Hanks: The optimistic cowboy
July 27, 2018
Being optimistic, gentle readers, has always been a healthy virtue in my scope of things. Now ol' Jake, who is riding pastures in the great beyond, was one of the most optimistic fellers I reckon I ever met.
Jake was in his late 50s when I took over as ranch manager. His job was mostly riding wheat pastures with his buddy Jessie and doctoring any bovine that might need a little assistance.
The problem I found with Jake early on was he was so optimistic that if he came across an ol' steer off in the fence corner with a runny nose and coughing all bent over, he just might not doctor him.
Why? You ask. Well, there is a slight chance that the steer will recover on his own and Jake and Jessie wouldn't have to unload their horses on that cold, frosty December morning. Who knows, heck Jake might come down with a cold all his own by exposing himself to the elements?
“Now don’t get me wrong, Jake was a good feller. He was always at work on time and always friendly and ready for a good “laff” if the occasion arose. He was just too optimistic in a wrong sort of way too much of the time.”
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Now don't get me wrong, Jake was a good feller. He was always at work on time and always friendly and ready for a good "laff" if the occasion arose. He was just too optimistic in a wrong sort of way too much of the time.
If the above mentioned steer was really, deathly sick and shouldn't be to hard to catch and doctor, Jake would see that it got done. Chasing a fast, dodging and darting steer in a slick wheat pasture can at times be hazardous to a cowboy's well being. I know that for a fact, trust me!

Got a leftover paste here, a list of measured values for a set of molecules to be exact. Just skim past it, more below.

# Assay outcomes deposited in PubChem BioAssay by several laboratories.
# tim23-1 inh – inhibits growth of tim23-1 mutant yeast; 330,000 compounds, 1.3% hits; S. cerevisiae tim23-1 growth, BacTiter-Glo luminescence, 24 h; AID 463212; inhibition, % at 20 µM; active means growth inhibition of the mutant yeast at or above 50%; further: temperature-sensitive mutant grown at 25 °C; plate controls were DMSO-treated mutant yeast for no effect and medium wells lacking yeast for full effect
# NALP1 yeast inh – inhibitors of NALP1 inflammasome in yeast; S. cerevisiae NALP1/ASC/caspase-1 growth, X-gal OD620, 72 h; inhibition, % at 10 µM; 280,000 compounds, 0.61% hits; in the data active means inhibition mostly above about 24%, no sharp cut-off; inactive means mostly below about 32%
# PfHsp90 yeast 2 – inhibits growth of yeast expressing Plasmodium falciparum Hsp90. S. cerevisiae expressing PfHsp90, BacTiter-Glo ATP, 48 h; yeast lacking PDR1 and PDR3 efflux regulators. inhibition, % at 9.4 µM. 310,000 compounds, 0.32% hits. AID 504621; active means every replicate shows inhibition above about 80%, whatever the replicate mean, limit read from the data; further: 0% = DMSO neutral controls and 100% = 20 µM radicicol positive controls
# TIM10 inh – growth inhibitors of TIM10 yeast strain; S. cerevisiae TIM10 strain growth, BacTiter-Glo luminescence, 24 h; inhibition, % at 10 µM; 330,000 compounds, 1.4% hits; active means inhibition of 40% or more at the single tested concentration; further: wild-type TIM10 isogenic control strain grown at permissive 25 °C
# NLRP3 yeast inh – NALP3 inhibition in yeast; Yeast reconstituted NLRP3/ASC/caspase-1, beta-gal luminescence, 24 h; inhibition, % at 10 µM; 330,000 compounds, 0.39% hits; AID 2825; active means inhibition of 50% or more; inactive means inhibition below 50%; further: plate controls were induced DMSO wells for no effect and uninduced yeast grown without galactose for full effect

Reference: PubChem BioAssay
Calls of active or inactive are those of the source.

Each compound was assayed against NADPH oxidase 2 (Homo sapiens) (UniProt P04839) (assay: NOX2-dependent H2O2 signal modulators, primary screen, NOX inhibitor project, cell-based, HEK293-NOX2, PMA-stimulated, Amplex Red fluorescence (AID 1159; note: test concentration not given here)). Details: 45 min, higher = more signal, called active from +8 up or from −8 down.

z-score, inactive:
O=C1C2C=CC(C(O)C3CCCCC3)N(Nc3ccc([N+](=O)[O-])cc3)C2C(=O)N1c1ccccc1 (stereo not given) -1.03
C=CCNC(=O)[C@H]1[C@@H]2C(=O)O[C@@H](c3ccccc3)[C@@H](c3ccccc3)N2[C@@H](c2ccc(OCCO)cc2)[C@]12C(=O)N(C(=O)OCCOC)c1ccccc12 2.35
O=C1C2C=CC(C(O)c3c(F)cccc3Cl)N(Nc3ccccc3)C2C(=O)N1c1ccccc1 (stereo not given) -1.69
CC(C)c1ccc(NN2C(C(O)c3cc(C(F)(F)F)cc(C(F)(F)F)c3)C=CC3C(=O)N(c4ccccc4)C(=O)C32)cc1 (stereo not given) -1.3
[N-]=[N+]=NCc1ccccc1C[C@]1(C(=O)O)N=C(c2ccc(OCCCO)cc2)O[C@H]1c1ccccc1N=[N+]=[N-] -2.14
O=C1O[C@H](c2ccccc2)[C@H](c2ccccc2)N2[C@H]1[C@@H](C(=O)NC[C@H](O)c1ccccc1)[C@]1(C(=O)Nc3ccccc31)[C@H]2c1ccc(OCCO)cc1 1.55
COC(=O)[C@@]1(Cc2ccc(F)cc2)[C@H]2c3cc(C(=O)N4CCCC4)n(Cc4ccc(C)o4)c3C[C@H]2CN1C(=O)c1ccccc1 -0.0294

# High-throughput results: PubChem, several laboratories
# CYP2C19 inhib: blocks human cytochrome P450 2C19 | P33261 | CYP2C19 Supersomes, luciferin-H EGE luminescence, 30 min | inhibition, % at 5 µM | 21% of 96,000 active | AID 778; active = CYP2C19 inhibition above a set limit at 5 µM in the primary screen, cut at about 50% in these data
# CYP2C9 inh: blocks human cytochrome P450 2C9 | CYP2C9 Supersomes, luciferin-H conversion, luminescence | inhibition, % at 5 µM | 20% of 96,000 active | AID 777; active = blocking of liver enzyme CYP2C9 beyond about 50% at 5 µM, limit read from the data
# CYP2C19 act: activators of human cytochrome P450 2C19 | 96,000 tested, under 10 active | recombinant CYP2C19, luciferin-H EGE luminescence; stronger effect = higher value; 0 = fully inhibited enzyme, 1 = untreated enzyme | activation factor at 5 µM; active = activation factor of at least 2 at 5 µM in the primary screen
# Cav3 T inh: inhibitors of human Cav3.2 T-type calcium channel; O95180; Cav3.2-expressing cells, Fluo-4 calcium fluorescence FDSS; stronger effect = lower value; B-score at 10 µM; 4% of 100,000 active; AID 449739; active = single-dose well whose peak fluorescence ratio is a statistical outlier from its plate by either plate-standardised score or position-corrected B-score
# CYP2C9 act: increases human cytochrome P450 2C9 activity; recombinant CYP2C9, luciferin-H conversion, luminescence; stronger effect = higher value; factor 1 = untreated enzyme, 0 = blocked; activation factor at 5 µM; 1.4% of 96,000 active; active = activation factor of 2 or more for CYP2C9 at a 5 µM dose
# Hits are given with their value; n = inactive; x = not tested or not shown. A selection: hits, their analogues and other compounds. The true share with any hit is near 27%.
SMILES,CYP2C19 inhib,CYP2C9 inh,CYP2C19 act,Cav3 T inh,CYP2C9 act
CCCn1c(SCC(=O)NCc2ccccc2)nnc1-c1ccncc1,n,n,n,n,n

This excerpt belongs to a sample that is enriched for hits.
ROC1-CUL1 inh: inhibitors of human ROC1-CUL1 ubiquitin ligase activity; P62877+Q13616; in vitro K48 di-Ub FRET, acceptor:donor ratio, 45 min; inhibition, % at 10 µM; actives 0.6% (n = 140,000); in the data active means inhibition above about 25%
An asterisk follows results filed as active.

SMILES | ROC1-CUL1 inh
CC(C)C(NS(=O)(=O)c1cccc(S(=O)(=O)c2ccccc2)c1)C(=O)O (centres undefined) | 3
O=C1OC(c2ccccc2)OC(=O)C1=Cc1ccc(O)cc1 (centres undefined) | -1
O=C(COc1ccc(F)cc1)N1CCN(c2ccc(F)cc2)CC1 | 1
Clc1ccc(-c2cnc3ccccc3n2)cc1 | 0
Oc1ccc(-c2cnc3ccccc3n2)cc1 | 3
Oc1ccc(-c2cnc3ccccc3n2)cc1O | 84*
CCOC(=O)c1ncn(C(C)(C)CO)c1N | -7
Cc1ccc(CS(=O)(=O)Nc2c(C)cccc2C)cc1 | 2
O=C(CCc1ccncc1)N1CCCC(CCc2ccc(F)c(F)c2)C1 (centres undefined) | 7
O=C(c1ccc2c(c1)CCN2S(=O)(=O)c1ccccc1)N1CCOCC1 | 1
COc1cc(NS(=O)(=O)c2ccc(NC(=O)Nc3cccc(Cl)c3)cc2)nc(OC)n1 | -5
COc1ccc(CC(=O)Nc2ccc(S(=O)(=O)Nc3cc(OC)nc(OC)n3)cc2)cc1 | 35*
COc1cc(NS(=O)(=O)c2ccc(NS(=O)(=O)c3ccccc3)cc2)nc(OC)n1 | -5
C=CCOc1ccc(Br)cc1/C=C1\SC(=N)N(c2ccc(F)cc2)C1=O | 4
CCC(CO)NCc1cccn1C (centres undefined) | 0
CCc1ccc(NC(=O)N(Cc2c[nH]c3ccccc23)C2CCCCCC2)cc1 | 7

I can't attest to what Jake was like before I took over. I know he had been there for many years and that in itself says a lot about him. He may have been a "ball of fire" in his younger years, but he was like me in the sense that neither he or I were the best ropers that ever jockied wheat pasture cattle.
If you can't catch a yearling in the first hundred yards, especially if he is only somewhat sick, it can and most likely will turn into a memory you won't soon forget.
Jake was a medium-sized feller at about 180 pounds and I don't think he had an ounce of fat on him and I attribute that to his occupation. He may have just gotten a tad lazy or maybe just too optimistic as he was bumping up against age 60. He retired at 62 and did a little day tractor work for neighbors.
Heck, the last time I got bucked off was at age 62. It was handy the I landed in the soft mud of Coal Creek. No harm done. I was pretty optimistic that I could rope that steer and drag him across the creek he refused to cross on his own. I should have "checked my cinch on occasion."
As Forest Gump would say, "and that's all I have to say about that!"
Stay tuned, check yer cinch on occasion, remember to keep law enforcement and fire fighters in your prayers! I'll c. y'all, all y'all. ❖
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